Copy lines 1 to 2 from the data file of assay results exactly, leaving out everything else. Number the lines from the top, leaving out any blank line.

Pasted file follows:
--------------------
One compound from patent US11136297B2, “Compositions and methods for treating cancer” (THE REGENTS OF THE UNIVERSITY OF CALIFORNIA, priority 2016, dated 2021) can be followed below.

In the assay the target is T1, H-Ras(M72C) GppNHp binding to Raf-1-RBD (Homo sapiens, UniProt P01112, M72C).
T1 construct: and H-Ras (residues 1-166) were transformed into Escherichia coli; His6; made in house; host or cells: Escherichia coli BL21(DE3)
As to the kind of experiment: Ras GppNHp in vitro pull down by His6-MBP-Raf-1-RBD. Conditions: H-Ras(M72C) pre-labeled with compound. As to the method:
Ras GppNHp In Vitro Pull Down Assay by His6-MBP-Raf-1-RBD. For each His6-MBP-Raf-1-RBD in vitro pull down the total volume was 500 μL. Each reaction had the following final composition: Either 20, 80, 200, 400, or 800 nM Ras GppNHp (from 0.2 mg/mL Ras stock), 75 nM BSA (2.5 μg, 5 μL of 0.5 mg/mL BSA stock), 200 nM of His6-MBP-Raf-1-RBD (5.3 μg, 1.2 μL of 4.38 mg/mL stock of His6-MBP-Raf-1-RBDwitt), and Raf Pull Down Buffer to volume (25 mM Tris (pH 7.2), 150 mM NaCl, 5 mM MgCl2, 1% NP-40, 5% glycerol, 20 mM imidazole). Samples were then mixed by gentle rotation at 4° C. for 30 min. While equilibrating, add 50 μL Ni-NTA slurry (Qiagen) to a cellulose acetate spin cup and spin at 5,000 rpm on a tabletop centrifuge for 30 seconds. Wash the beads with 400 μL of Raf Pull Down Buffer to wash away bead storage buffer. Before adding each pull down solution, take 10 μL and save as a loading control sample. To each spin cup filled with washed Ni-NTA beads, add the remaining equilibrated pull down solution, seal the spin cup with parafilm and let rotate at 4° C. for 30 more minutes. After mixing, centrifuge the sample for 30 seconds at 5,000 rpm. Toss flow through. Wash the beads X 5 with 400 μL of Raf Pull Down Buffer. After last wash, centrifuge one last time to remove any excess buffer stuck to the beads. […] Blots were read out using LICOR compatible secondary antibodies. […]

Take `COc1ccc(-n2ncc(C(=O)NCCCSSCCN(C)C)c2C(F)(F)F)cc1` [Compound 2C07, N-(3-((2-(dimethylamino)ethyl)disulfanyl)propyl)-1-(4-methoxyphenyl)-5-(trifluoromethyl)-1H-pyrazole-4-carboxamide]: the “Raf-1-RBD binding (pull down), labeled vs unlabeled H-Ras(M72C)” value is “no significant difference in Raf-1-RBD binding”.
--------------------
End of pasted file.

One compound from patent US11136297B2, “Compositions and methods for treating cancer” (THE REGENTS OF THE UNIVERSITY OF CALIFORNIA, priority 2016, dated 2021) can be followed below.

In the assay the target is T1, H-Ras(M72C) GppNHp binding to Raf-1-RBD (Homo sapiens, UniProt P01112, M72C).